Dying to Meet You: 43 Old Cemetery Road by sisters, Kate and M. Sarah Klise, is on this year’s Texas Bluebonnet reading list. This chapter book recommended for upper elementary readers is told in epistolary form – using letters and newspaper articles – which will appeal to reluctant readers. The characters have pun(ny) names such as the real estate agent, Anita Sale, and book publisher, Paige Turner. This is a humorous story that expresses multiple points of view. A grumpy author, who has had writer’s block for twenty years, rents an old house. The house is occupied by a young boy, the boy’s cat, and a mischievous ghost. The ghost, formerly an unsuccessful writer, refuses to leave the house until one of her works is published. This endearing story’s conclusion will have readers seeking the second book in the series, Over My Dead Body: 43 Old Cemetery Road. Click on the video below to hear from the author and illustrator.

Saturday, August 14, 2010


Cosmic by British author, Frank Cottrell Boyce, has been on many recommended lists. The author’s name may sound familiar…he is the author of Millions, which became a popular movie in 2004. Liam Digby has two major physical issues that cause him great angst. He is extremely tall for his age and has had facial hair for some time. In fact, he is mistaken for a teacher on his first day at Waterloo High. When his Dad doesn’t jump at the chance to participate in a Greatest Dad Ever contest held at a new amusement park in China, Liam decides to use his physical attributes to his advantage. He coaxes his friend, Florida, into pretending to be his daughter. This is when this fun(ny) story becomes reminiscent of Charlie and the Chocolate Factory. The Dads must compete to earn a place to travel with the children into space. I loved that Liam takes his role as a father so seriously that he refers to a book, Talk to Your Teen, throughout the story. The children find themselves lost in space and must problem solve to find their way back. Readers who enjoyed The Gollywhopper Games will love this one!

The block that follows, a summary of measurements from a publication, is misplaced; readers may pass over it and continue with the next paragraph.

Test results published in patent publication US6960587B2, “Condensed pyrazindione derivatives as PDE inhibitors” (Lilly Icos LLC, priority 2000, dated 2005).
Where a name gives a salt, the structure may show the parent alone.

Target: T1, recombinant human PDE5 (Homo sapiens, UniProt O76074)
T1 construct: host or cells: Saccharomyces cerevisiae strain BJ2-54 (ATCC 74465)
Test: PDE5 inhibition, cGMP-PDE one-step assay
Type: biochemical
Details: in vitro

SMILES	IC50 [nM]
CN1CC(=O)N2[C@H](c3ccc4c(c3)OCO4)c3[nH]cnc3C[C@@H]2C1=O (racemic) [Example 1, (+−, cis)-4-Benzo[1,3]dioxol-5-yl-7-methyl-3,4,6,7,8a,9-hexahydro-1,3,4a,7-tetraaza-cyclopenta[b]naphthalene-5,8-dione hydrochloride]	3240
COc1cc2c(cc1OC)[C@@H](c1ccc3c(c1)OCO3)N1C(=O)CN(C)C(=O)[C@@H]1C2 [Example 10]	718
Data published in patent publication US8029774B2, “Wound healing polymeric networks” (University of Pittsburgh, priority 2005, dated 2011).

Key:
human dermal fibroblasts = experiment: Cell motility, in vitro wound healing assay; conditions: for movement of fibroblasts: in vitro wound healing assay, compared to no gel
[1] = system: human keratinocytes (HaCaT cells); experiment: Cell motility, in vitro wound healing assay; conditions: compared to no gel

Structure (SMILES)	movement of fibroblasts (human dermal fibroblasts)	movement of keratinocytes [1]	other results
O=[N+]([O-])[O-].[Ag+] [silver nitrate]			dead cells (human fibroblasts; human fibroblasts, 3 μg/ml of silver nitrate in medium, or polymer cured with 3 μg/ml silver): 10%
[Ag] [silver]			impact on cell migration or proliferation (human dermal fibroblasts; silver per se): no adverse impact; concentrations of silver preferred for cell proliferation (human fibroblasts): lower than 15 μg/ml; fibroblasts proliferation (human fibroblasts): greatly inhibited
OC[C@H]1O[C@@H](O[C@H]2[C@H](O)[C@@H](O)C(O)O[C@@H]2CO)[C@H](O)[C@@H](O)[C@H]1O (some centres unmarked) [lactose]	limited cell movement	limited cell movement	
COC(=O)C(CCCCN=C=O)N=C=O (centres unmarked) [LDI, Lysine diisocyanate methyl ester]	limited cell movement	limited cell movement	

Thursday, August 12, 2010

Prophecy of the Sisters

I listened to Prophecy of the Sisters by Michelle Zink on audiobook and the reader, Eliza Dushku (Faith on Buffy the Vampire Slayer), does a fabulous job. At the beginning of this haunting story, Lia and her twin sister, Alice, are at their father’s funeral. The year is 1890. His death has left the girls and their younger brother orphans since their mother died in a mysterious accident ten years ago. Lia decides to search for answers as to why a strange mark appeared on her wrist the day her father died. Although she has always loved her father’s library, it is the secluded Dark Room in their house that may hold the answer. She finds Alice there performing some type of ritual. The mark on Lia’s wrist begins to change. Soon Lia finds out that her father had a special book hidden in his library. This Book of Chaos states that there exist two sisters: “one the Guardian and one the Gate”. The myth continues to state that the Lost Souls, trapped in the Otherworlds, are waiting to be let back into our world – the apocalypse. Lia is determined to find out what this has to do with her and Alice. Book two, Guardian of the Gate, was released on August 1st. Click on the author's name to go to her website. She has a book trailer for both books on her site.